Sunday 26 Feb was the day of our club sailing day at Rye.

For me, I prepared Mars in the week before, running my engine and changing my trailer light board, trying to fix my trailer winch pawl and greasing my wheel bearings. After a couple of fine days on the lead up, Sunday's weather report was for heavy weather abating during the day.


Port Phillip is home to some remarkable life, and some spectacular wrecks. 

This month’s guest speaker is WBA member Peter Batchelor, who will be talking about, and showing you, something of what you may meet if you go diving in the Bay.

 underwater in the bay 3    underwater in the bay 2    underwater in the bay 1

Come along and enjoy some of the photos and videos taken by Peter and his family on dives at various locations around the Bay.

 Where?   At the Albert Park Yacht Club clubrooms, Albert Park Lake, Melbourne.     Light supper provided


There were over 50 boats entered in the regatta this year, about a dozen more than last year. The increase in numbers shows the word is spreading about the great venue, hospitality and variety of historic boats to be seen at the Inverloch regatta. Perfect weather for all three days made it a magnificent weekend to be on the water.

The regatta opened with a cruise across the inlet to Point Smyth on Thursday (Australia Day). To see the whole fleet lined up along the beach over at the point was spectacular. Walking from boat to boat, recognizing the designs and looking at the details of the rigs and gear, I realized that this year we have a real representation of the sailing scene of 30 or 40 years ago.

                        Mouldie Moth Frolic

On Friday morning the boats were displayed on the beach for judging and as Chair of the judging panel I had a challenging task assessing the finer points of construction, restoration, rigs and fittings. I was joined on the panel by sailmaker Mark Rimington, professional boatbuilder Reuben Kent, SGYC race officer Lyn Leppin and Past SGYC Commodore Ian Jones. Their combined knowledge and experience helped us assess all aspects of the boats.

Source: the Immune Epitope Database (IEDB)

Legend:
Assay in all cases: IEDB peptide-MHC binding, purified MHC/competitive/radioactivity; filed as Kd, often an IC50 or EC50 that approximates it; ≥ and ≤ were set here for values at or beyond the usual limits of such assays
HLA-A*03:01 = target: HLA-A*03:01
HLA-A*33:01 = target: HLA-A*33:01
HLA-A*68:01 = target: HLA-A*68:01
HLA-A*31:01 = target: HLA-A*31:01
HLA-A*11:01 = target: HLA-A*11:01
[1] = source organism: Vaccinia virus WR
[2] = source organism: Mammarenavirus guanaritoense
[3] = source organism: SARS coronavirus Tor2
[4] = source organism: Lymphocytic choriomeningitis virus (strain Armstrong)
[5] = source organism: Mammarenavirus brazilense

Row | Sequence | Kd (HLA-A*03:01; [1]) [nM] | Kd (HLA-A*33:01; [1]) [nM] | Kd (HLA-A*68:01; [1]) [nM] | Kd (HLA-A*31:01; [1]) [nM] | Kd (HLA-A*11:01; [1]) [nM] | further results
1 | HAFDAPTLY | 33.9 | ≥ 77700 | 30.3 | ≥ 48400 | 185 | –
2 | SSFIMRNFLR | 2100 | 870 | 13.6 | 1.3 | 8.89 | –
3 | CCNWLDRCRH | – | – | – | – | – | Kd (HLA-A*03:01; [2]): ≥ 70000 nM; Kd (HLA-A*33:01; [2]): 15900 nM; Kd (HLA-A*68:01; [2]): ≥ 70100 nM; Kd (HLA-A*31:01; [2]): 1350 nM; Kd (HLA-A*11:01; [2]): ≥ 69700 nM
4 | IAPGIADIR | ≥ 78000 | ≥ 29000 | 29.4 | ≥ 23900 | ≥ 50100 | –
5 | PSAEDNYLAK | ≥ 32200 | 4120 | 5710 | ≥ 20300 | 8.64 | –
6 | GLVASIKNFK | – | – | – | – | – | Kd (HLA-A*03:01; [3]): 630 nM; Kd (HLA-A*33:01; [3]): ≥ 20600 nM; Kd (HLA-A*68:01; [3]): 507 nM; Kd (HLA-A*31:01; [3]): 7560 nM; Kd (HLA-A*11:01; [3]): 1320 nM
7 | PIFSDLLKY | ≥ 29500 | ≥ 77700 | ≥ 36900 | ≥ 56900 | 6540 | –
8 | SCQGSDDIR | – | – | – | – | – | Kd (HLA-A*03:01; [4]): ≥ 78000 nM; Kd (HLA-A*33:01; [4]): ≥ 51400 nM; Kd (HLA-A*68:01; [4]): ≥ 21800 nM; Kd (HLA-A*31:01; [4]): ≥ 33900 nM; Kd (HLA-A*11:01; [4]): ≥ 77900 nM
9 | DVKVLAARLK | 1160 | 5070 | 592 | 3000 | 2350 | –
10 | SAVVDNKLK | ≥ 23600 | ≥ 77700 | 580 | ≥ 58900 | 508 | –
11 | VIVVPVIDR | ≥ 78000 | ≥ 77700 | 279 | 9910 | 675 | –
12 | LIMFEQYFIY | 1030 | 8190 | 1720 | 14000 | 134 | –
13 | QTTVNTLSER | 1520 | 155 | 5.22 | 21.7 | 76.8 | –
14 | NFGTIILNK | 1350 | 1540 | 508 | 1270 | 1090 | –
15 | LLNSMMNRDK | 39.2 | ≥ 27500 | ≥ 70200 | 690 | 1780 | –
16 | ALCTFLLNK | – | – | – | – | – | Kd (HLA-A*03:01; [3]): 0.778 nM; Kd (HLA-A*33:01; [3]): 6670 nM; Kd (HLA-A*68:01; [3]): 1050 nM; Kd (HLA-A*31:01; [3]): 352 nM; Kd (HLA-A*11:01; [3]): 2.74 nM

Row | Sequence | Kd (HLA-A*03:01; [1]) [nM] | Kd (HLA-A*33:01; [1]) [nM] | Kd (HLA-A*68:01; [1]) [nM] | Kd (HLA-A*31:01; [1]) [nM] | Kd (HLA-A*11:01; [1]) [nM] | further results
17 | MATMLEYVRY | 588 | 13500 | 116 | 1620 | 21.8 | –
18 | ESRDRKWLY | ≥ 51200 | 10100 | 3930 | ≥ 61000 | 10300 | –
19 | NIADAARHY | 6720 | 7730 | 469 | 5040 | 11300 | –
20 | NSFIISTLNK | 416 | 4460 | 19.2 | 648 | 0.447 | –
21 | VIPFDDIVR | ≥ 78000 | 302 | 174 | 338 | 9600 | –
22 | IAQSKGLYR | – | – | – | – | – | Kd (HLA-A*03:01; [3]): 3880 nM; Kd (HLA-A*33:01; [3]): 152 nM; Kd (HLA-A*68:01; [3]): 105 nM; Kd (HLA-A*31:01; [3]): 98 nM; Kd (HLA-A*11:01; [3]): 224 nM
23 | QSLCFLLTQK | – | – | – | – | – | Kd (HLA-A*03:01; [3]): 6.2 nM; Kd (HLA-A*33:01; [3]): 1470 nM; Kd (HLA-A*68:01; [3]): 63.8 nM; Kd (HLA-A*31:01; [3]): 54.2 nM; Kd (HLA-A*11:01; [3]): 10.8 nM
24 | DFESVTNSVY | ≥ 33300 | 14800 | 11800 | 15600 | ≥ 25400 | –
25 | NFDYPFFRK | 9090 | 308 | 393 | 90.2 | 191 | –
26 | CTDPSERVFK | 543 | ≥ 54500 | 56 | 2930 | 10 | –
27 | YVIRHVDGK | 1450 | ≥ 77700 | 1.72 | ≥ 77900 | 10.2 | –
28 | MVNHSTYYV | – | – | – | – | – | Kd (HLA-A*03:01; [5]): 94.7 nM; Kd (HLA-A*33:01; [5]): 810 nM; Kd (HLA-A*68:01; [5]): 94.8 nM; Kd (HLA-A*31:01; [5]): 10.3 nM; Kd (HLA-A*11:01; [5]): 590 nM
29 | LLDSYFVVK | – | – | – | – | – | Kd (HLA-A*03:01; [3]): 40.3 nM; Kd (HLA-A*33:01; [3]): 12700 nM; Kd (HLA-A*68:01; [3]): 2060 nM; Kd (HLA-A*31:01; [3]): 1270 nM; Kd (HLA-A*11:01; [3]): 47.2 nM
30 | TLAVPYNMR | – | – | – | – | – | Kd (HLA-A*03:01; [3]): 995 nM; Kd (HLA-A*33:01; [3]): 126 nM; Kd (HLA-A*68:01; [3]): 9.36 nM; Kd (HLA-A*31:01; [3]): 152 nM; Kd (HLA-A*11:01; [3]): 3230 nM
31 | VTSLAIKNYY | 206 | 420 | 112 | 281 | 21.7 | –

We spent over three hours moving from one boat to another, listening to the owner’s stories of how they found the boat and what they had done to restore it and get it to the regatta. Deciding the winners of the four category awards plus the special awards for Gwen 12s and Sailfish took some careful evaluation of the short listed contenders but we reached agreement in time for lunch!

Friday afternoon at 2pm was the scheduled start time for the regatta race. There were three starts. The fast boats started on the 2pm gun and the Sailfish started 3 minutes later, with the slower boats starting three minutes after that. At least that was the plan. Precise timekeeping may not be the most salient virtue of wooden dinghy sailors. Despite a well conducted start procedure on the committee boat, there was a degree of confusion about the start times out on the water and many boats started a bit late, including myself. Nevertheless it made a great spectacle for the crowds lining the shore.

There was a good turnout for the unofficial Sailing Day on 22 Jan! We were pleased to meet new member Simon Webb and his crew, who travelled from near Bendigo with Oughtred-designed Arctic Tern Oenon to his first WBA event. The Lake was busy with walkers, joggers, cyclists and pic-nickers, and the pleasant day and light conditions were perfect for mucking about on the water. Jimmie Baillie rowed Hunca Munca the length of the lake and later sailed with Geoff Carroll in Bluebelle, Penny & Jim gave guest Chris the helm of Talisman while David Stott put son Andrew’s $100 Pacer through its sea-trials, declaring it satisfactory subject to new rigging. Leigh McNolty, Jill Carroll, Jenny Stott, Andrew Stott and friend and Andrew Campbell did not venture out on the water but we enjoyed a convivial lunch together. Members of APYC were also out and about, their social sailing day timed to coincide with the WBA’s – an excellent idea.